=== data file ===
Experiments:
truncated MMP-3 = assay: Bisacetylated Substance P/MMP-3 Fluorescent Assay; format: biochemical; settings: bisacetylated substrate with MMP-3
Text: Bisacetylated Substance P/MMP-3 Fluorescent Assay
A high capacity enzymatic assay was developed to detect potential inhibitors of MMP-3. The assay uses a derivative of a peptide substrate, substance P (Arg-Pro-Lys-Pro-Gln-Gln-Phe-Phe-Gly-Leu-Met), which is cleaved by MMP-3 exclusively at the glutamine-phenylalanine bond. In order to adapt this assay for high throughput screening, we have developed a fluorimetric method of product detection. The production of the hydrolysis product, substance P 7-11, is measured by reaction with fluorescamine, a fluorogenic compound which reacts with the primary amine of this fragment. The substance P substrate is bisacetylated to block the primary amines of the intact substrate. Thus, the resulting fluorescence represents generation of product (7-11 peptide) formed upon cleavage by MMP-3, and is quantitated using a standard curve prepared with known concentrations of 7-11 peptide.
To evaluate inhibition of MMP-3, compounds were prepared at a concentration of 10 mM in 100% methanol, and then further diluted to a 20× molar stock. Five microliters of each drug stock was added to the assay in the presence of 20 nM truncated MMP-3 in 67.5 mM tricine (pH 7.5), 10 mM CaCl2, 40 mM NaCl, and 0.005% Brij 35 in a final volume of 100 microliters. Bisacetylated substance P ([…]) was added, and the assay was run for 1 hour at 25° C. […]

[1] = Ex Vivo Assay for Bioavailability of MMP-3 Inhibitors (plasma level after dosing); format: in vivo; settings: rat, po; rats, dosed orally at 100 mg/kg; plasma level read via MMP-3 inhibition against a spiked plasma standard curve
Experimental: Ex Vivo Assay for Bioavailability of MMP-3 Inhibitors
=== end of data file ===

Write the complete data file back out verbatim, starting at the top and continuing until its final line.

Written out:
Experiments:
truncated MMP-3 = assay: Bisacetylated Substance P/MMP-3 Fluorescent Assay; format: biochemical; settings: bisacetylated substrate with MMP-3
Text: Bisacetylated Substance P/MMP-3 Fluorescent Assay
A high capacity enzymatic assay was developed to detect potential inhibitors of MMP-3. The assay uses a derivative of a peptide substrate, substance P (Arg-Pro-Lys-Pro-Gln-Gln-Phe-Phe-Gly-Leu-Met), which is cleaved by MMP-3 exclusively at the glutamine-phenylalanine bond. In order to adapt this assay for high throughput screening, we have developed a fluorimetric method of product detection. The production of the hydrolysis product, substance P 7-11, is measured by reaction with fluorescamine, a fluorogenic compound which reacts with the primary amine of this fragment. The substance P substrate is bisacetylated to block the primary amines of the intact substrate. Thus, the resulting fluorescence represents generation of product (7-11 peptide) formed upon cleavage by MMP-3, and is quantitated using a standard curve prepared with known concentrations of 7-11 peptide.
To evaluate inhibition of MMP-3, compounds were prepared at a concentration of 10 mM in 100% methanol, and then further diluted to a 20× molar stock. Five microliters of each drug stock was added to the assay in the presence of 20 nM truncated MMP-3 in 67.5 mM tricine (pH 7.5), 10 mM CaCl2, 40 mM NaCl, and 0.005% Brij 35 in a final volume of 100 microliters. Bisacetylated substance P ([…]) was added, and the assay was run for 1 hour at 25° C. […]

[1] = Ex Vivo Assay for Bioavailability of MMP-3 Inhibitors (plasma level after dosing); format: in vivo; settings: rat, po; rats, dosed orally at 100 mg/kg; plasma level read via MMP-3 inhibition against a spiked plasma standard curve
Experimental: Ex Vivo Assay for Bioavailability of MMP-3 Inhibitors